Loyally divided between Dada and the Knights
The intensity of Kolkata's relationship with Ganguly, its penchant for cosmic, comic hyperbole when it comes to the player, is unique. Soumya Bhattacharya writes.columns Updated: Apr 14, 2012 01:30 IST
I watched on TV Sourav Ganguly's last Test at my - and his - hometown, Kolkata. The match was against Australia in Nagpur. The public discourse in the city was, at the time, dominated by Ganguly's decision to quit. Was he pushed? Did he leave? Should he have?
You saw a reflection of this when Kolkata's largest-selling Bengali daily put Ganguly in as part of its headline the day Sachin Tendulkar scored his 40th Test hundred. (Ganguly was 27 not out at stumps.) On his final day in Test cricket, after Ganguly had been dismissed without scoring (a truly Bradmanesque effort), the paper ran a banner headline on the front page, across the top of the page, making the feat seem heroic.
Kolkata and Dada
The intensity of Kolkata's relationship with Ganguly, its penchant for cosmic, comic hyperbole when it comes to the player, is unique. Kolkata has always had couch purists. It has always had people who would talk about the cricket. Why, you should watch them watch the cricket. It has a stadium in which, if Ravi Shastri were commentating, the atmosphere is always "electric". (The charge of that electricity is such that it stopped play in
a World Cup semifinal and forced a Test match against Pakistan to be played in front of empty stands after police evicted the spectators.)
But where were the players? And before you can say Pankaj Roy, let me say that there aren't that many people around any longer who saw Roy in his pomp.
Ganguly fired Kolkata's imagination because he was the talisman the city had been awaiting for decades. In him, came the answer to the prayer of a hometown boy who had made good. And how good he made. He forged on the anvil of his spectacular, tough leadership a side that went from being home track bullies to the team that beat Australia - indisputably the best side of the era - on more occasions than any other team in this century.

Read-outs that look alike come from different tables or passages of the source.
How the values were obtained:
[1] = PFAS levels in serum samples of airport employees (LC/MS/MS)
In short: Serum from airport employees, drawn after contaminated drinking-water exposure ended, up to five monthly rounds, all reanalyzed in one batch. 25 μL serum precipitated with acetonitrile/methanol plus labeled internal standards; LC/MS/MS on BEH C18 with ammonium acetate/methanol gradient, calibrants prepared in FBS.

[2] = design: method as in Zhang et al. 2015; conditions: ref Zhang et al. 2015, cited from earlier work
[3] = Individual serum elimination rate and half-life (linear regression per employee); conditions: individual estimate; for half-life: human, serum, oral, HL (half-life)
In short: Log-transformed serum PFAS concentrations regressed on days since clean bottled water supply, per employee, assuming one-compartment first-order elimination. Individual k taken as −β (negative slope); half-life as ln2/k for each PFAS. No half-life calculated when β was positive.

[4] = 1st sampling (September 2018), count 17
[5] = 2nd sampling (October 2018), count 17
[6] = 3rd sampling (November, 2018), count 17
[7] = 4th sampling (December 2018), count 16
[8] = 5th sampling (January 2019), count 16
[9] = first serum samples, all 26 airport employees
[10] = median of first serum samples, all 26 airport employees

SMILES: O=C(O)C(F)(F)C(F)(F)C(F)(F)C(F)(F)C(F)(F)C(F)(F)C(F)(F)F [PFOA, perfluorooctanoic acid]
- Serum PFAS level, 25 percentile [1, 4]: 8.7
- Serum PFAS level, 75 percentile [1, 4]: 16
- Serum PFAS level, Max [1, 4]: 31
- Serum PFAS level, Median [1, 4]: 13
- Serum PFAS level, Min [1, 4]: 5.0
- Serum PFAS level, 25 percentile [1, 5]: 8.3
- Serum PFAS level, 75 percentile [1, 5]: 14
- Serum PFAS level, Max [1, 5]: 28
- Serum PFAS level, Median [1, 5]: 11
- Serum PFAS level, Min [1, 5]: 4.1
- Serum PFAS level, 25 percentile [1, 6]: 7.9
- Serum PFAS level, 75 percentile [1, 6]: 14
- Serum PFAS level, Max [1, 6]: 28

And now he is again a captain in the IPL. The trouble is that he is no longer the captain of the Kolkata Knight Riders. Ever resourceful, Kolkata has dealt with this problem. It now supports two teams in the IPL. And if you were to put a gun to the heads of certain Kolkatans and make them choose one team to root for, they would go for the Pune Warriors. That, now, is the real Kolkata team.
Local papers accord as much space to PW games as to KKR games. Ganguly, of course, gets prime billing. After he said in an interview that working with John Buchanan was a nightmare, people have fallen in love again with Shane Warne's line about Buchanan, a former Australia coach: "I am a big believer that the coach is something you travel in to get to and from the game."
I can't wait for May 5. That is when Ganguly will lead his team out at the Eden Gardens against KKR. For the first time in his life, he will use the visitors' dressing room at the Eden.
Only Mamata Banerjee can tell Kolkatans how to conduct themselves on that day.
(This is an occasional column that will appear during the IPL)